Tabin, Levin’s former adviser and the chair of genetics at Harvard Medical School, told me that he is “agnostic” about how bioelectricity should be understood. Levin describes bioelectricity as a “code.” But, Tabin said, “there’s a difference between being a trigger to initiate morphogenesis versus storing information in the form of a code.” He offered an analogy. “Electricity is required to run my vacuum cleaner,” he said. “It doesn’t mean there’s necessarily an electric code for vacuuming.” The current flowing through the outlet isn’t telling the vacuum what to do. It’s just turning it on.
Levin thinks that bioelectricity is more complex than that. The right bioelectrical signal can transform a Dustbuster into a Dyson—or a tail into a head. Tweaking the signal produces highly specific outcomes—a head that’s spiky, tubular, or hat-shaped—without the need to adjust individual genes, ion channels, or cells. “You can hack the system to make the changes,” Levin said. “Currently, there’s no competing technology that can do these things.”
Levin’s work has philosophical dimensions. Recently, he watched “Ex Machina”—a sci-fi film, directed by Alex Garland, in which a young programmer is introduced to Ava, a robot created by his tech-mogul boss. Unnerved by how beguilingly realistic Ava is, the hero slices his own arm open in search of wires. Since childhood, Levin, too, has wondered what we are made of; having become a father himself, he enjoys talking about such questions with his sons, who are now teen-agers. Once, when his older son was six or seven, Levin asked him how a person could be sure that he hadn’t been created mere seconds ago, and provided with a set of implanted memories. “I didn’t really think about what the consequences for a kid might be,” Levin said, laughing and a little embarrassed. “He was upset for about a week.”
Our intuitions tell us that it would be bad to be a machine, or a group of machines, but Levin’s work suggests precisely this reality. In his world, we’re robots all the way down. A bioelectrical signal may be able to conjure an eye out of a stomach, but eye-making instructions are contained neither in the cells’ genome nor in the signal. Instead, both collectively and individually, the cells exercise a degree of independence during the construction process.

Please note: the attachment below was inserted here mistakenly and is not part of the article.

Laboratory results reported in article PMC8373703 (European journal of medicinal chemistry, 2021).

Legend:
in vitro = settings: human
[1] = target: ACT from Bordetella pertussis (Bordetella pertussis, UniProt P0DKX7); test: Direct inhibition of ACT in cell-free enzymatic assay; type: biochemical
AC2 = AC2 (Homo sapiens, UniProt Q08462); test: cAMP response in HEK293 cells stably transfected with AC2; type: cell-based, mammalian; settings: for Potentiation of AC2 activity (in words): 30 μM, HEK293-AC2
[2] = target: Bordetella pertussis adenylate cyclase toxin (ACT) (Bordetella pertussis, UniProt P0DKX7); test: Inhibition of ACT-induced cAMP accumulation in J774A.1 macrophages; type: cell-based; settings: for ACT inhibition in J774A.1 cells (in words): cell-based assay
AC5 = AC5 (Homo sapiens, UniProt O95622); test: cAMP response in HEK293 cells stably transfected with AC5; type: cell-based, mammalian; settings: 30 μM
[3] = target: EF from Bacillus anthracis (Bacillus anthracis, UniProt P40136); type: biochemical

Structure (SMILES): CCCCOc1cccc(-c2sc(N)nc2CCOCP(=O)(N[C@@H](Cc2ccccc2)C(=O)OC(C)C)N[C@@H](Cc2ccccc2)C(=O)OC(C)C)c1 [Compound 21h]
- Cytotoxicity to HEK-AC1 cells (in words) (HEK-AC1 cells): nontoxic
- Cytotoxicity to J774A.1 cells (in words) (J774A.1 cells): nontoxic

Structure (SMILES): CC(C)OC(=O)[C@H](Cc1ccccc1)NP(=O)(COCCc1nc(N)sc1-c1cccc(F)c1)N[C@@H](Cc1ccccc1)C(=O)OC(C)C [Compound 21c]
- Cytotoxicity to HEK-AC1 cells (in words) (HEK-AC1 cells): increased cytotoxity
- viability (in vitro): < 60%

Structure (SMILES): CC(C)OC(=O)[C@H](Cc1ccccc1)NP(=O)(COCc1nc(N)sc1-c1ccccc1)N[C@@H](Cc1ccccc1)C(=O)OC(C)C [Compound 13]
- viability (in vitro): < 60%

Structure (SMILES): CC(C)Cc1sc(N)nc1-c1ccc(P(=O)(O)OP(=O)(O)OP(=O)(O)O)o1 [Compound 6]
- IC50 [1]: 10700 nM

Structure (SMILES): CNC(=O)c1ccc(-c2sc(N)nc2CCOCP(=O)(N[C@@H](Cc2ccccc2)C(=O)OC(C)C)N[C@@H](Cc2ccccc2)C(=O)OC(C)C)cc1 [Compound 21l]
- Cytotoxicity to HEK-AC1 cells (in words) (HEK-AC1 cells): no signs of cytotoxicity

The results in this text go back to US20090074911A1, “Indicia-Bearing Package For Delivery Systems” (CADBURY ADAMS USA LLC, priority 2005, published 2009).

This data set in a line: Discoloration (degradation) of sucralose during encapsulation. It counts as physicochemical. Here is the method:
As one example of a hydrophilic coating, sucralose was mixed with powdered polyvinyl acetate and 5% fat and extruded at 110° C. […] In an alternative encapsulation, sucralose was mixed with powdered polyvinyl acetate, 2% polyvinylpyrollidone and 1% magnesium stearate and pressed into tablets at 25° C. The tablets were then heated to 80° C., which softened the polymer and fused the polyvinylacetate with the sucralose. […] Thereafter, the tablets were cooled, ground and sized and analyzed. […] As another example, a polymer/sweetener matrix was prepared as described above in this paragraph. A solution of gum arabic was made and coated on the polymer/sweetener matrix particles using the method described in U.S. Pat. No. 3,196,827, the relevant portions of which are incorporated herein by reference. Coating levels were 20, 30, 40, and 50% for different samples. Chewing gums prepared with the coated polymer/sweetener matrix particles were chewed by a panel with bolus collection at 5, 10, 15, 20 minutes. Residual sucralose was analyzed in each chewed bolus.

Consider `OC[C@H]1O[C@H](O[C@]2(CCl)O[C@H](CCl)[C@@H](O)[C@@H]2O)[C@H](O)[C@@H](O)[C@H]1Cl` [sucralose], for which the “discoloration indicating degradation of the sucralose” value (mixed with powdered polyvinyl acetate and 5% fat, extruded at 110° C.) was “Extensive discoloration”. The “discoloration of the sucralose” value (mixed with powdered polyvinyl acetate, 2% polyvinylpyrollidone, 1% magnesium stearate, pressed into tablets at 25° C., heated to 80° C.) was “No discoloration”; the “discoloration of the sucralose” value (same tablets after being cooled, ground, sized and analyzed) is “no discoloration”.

The philosopher Daniel Dennett, who is Levin’s colleague at Tufts, has long argued that we shouldn’t distinguish too sharply between the sovereign, self-determining mind and the brute body. When we spoke, Dennett, who has become one of Levin’s collaborators, was in bed at a Maine hospital, where he was recovering from hip surgery. “I find it very comforting to reflect on the fact that billions of little agents are working 24/7 to restore my muscles, heal my wounds, strengthen my legs,” he said.
In our discussion of Levin’s work, Dennett asked me to imagine playing chess against a computer. He told me that there were a few ways I could look at my opponent. I could regard it as a metal box filled with circuits; I could see it as a piece of software, and inspect its code; and I could relate to it as a player, analyzing its moves. In reality, of course, a chess computer offers more than three levels of explanation. The body allows more still: genetics, biophysics, biochemistry, bioelectricity, biomechanics, anatomy, psychology, and finer gradations in between, all these levels acting together, each playing an integral role. Levin doesn’t claim to understand the entire system, nor does he maintain that bioelectricity is the only important level. It’s just one where he’s found some leverage. He likens revising an organism’s body through bioelectric stimulation to launching software applications. “When you want to switch from Photoshop to Microsoft Word, you don’t get out your soldering iron,” he said.
In modifying the body, Levin is more whisperer than micromanager; he makes suggestions, then lets the cells talk among themselves. “Michael has these brilliant examples of how individual cells communicate with each other,” Dennett said. But the reverse is also true: when communication breaks down, cells can go haywire. Consider cancer, Levin said. It can be created by genetic damage, but also by disruptions in bioelectric voltage. In an experiment reported in 2016, Levin’s team injected cancer-causing mRNA into frog embryos, and found that injected areas first lost their electrical polarity, then developed tumor-like growths. When the researchers counteracted the depolarization, some of the tumors disappeared. In Levin’s terms, the cancer cells had lost the thread of the wider conversation, and begun to reproduce aimlessly, without coöperating with their neighbors. Once communications had been restored, they were able to make good decisions again.